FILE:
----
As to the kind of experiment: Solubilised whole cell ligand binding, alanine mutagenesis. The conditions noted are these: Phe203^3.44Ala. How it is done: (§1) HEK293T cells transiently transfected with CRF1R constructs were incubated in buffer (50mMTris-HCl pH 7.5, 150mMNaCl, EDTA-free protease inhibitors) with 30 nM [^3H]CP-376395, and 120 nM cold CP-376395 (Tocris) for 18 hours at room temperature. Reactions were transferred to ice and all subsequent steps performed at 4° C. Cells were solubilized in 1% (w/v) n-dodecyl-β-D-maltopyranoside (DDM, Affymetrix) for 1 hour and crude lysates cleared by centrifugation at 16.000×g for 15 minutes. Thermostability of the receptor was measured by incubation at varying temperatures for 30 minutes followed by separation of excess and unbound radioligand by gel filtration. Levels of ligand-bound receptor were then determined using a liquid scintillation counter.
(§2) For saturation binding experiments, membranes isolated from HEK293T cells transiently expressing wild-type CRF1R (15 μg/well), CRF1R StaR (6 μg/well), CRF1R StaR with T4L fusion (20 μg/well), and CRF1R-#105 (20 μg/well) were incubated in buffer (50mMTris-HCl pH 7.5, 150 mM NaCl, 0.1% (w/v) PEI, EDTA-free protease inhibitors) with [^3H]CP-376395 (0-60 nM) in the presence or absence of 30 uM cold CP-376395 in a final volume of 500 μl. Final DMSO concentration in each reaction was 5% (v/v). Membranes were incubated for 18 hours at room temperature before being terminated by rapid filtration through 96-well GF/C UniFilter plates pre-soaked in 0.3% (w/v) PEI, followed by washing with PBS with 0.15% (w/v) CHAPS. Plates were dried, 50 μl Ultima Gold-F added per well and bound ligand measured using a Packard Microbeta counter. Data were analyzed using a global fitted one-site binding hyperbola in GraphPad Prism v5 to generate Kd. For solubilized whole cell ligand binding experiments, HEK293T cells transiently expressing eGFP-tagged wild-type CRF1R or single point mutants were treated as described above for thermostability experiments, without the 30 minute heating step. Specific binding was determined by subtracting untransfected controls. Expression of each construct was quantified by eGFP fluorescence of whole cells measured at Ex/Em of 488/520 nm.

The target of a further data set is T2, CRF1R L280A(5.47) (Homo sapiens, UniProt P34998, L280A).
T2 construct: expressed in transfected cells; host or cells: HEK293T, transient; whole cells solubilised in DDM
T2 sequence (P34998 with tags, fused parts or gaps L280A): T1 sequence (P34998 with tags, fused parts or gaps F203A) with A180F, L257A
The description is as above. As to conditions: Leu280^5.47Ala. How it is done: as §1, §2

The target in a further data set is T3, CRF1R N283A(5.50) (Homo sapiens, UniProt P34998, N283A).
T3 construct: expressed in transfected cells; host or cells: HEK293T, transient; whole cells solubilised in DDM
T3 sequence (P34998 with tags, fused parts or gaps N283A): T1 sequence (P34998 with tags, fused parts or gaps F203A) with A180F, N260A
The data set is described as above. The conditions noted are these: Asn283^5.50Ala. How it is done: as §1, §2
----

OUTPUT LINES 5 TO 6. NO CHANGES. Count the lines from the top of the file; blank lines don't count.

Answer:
T2 sequence (P34998 with tags, fused parts or gaps L280A): T1 sequence (P34998 with tags, fused parts or gaps F203A) with A180F, L257A
The description is as above. As to conditions: Leu280^5.47Ala. How it is done: as §1, §2